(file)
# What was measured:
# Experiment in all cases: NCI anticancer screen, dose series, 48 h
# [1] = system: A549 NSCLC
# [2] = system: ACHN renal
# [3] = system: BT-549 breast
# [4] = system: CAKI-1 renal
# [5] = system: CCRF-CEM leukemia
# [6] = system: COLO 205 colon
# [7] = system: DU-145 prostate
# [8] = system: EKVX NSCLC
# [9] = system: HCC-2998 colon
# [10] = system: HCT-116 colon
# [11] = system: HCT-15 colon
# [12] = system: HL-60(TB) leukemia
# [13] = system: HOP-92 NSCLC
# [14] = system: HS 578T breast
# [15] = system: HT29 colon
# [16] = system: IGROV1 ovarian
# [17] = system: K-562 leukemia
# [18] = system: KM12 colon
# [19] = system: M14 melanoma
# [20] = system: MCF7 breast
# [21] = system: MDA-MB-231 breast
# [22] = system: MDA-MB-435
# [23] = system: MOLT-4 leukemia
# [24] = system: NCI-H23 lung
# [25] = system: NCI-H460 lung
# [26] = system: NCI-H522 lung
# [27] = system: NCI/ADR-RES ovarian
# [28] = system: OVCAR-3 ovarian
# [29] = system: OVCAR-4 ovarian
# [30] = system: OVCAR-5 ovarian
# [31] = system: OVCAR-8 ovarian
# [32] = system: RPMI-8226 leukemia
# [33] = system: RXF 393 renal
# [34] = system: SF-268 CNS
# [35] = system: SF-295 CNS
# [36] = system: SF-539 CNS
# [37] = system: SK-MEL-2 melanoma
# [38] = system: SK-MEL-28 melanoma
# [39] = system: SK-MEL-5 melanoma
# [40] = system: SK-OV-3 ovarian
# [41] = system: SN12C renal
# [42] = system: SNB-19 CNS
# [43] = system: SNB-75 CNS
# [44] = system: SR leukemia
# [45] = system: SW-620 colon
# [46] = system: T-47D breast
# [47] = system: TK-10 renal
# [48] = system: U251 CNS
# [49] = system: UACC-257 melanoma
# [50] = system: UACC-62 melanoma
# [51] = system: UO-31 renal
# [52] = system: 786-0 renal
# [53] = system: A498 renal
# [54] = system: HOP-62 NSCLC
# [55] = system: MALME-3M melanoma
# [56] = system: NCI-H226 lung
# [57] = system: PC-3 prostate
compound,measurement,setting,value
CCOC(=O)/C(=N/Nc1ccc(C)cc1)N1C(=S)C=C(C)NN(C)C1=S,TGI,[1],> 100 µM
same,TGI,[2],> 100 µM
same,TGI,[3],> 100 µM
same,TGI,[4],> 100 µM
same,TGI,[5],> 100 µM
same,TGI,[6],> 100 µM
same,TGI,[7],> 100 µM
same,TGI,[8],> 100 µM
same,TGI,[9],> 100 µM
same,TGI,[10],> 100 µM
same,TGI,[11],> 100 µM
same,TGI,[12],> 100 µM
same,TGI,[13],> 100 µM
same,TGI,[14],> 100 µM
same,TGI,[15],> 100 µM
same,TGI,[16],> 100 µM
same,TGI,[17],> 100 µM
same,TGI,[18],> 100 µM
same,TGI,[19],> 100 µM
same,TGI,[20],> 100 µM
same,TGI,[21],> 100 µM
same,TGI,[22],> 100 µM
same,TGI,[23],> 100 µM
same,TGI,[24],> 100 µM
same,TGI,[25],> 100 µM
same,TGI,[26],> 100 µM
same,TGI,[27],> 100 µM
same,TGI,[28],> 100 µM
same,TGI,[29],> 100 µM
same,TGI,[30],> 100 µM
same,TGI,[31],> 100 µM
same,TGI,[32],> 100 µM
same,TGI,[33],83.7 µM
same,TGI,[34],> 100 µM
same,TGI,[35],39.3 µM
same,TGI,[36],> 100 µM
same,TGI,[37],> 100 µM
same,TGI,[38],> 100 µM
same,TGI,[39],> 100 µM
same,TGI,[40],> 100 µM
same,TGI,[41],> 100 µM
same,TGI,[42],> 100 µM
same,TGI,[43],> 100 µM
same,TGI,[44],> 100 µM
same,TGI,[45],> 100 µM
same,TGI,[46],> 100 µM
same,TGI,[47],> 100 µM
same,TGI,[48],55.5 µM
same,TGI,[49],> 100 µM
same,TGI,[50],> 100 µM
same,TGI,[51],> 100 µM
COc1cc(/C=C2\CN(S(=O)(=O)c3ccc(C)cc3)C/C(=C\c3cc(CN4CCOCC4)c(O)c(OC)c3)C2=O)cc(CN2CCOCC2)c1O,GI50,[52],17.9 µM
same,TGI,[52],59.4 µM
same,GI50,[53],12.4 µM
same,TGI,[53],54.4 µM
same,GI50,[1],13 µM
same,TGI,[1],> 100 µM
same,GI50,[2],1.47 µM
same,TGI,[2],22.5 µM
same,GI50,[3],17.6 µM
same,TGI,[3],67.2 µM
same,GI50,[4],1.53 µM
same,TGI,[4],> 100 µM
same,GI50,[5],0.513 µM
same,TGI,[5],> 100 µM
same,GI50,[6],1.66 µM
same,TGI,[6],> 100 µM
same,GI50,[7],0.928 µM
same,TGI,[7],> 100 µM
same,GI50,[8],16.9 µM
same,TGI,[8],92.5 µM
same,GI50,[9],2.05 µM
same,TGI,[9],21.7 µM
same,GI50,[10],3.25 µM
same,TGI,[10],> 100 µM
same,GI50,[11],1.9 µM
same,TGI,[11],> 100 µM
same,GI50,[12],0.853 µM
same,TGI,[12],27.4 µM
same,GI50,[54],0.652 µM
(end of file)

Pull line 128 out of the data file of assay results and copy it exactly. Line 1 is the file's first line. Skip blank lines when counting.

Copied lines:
same,GI50,[7],0.928 µM